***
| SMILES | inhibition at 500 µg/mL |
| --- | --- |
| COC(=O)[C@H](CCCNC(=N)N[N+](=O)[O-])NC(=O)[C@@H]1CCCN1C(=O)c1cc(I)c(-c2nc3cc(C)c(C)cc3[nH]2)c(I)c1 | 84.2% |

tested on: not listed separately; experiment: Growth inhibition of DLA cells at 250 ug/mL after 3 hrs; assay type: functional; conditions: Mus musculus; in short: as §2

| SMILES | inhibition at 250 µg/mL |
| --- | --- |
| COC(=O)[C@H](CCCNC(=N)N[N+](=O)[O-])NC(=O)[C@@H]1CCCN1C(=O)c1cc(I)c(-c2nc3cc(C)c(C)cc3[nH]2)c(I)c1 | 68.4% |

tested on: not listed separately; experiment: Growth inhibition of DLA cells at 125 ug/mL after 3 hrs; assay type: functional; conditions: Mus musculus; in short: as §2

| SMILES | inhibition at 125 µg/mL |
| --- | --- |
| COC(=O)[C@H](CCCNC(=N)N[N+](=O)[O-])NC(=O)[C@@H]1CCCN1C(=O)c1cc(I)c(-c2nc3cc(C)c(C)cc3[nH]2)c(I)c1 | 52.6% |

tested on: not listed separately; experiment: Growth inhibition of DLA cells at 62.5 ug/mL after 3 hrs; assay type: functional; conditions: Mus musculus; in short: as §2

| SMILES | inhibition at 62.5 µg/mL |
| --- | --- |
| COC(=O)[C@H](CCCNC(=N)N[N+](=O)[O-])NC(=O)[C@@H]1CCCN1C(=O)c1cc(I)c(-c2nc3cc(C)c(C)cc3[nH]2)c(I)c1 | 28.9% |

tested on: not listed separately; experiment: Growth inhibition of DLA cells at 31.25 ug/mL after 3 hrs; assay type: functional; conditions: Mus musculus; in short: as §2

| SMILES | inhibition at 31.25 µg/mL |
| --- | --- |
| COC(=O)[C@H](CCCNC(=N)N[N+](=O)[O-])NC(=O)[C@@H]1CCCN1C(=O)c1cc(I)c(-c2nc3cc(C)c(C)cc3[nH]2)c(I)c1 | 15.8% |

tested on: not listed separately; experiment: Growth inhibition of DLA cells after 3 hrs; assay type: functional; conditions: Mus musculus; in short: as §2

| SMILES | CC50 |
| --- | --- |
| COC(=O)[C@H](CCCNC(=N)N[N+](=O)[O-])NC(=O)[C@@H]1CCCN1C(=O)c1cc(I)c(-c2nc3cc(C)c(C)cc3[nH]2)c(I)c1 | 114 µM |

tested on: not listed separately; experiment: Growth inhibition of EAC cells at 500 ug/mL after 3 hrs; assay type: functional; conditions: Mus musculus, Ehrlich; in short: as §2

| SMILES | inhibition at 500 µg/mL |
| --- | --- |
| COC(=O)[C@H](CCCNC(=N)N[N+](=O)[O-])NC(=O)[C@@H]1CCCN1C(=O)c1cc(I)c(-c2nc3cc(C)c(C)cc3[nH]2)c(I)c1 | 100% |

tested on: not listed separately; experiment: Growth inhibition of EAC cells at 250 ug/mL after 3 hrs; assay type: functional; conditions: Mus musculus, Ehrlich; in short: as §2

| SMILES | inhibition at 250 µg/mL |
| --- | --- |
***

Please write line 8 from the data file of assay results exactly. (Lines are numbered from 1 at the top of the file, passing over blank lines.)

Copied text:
tested on: not listed separately; experiment: Growth inhibition of DLA cells at 125 ug/mL after 3 hrs; assay type: functional; conditions: Mus musculus; in short: as §2